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'The Case For Marriage' by Linda J. Waite and Maggie Gallagher
THE CASE FOR MARRIAGE
The Case for Marriage provides the solid research facts about why marriage is a social good, more than just sex - and why sex is better in marriage - and why marriage is good for men and women, as it is for children.
The authors examine one of the most powerful myths in society today that marriage is good for men but bad for women. This myth, promulgated by feminists since as far back as the 1960s, and still rife in our universities today, is that marriage is crippling and destructive to women.
The overwhelming evidence today, after allowing for the many variables, shows the contrary: marriage is good for women's health and also good for their emotional, sexual, physical and economic health. And it is the same for married men.
The old adage that women care more about marriage than men is also debunked. Researchers using a measure for personal dedication found men and women equally valued their spouse as the most important person in their lives and were both willing to sacrifice, invest and strive for their spouse's well-being.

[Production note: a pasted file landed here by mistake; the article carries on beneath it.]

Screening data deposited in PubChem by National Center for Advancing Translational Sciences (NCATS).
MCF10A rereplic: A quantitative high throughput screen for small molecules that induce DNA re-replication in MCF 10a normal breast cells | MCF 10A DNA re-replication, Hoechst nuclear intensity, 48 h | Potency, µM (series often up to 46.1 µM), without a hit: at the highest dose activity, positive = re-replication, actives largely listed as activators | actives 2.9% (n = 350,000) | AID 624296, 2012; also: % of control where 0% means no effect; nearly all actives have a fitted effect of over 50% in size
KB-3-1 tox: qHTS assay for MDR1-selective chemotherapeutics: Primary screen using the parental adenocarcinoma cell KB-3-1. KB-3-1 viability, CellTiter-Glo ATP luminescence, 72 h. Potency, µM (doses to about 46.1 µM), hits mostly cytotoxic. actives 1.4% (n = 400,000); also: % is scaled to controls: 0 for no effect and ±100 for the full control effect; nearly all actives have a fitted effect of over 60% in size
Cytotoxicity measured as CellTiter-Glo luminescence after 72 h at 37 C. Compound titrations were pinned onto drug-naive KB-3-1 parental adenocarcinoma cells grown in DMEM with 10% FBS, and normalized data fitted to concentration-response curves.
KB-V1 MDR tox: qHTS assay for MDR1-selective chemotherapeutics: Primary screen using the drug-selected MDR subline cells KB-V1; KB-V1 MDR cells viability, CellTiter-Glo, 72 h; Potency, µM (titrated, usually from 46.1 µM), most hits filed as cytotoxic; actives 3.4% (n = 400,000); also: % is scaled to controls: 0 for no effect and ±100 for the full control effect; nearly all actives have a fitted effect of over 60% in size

While sex is a very important part of marriage, it is not (as with cohabitators) the defining characteristic of the relationship. When it comes to sex, rather than marriage being a "ball and chain" that dampens or ends one's sex life, married men and women report greater sexual satisfaction than cohabitating couples and singles.
Cohabiters (especially those who are not engaged) typically define their relationship in principle as sexually open, even if neither has plans to have sex with anyone else. Married couples on the other hand define their relationship as sexually exclusive.
Although cohabiters have as much sex as married couples, they do not report the same levels of satisfaction. According to Waite and Gallagher, the theory and research evidence suggests the secret ingredient which marriage adds to a better sex life is commitment.
Married people also benefit from economies of scale, with two living as cheaply as one. Although cohabiters argue they also benefit from economies of scale, the married are better off because they are usually more careful with their money due to their greater responsibilities.
Also, only couples who are committed to the institution of marriage, not simply to each other, feel safe enough to be able to trust their resources to one another.
As for why marriage is in trouble, the authors give a very good critique of the feminist analyses. They also look at supports for marriage, work and women, divorce laws in America, and how to restore young people's hopes in marriage.
Kerrie Allen is Research Officer for the Australian Family Association.
Reprinted from AD2000 Vol 19 No 2 (March 2006), p. 17
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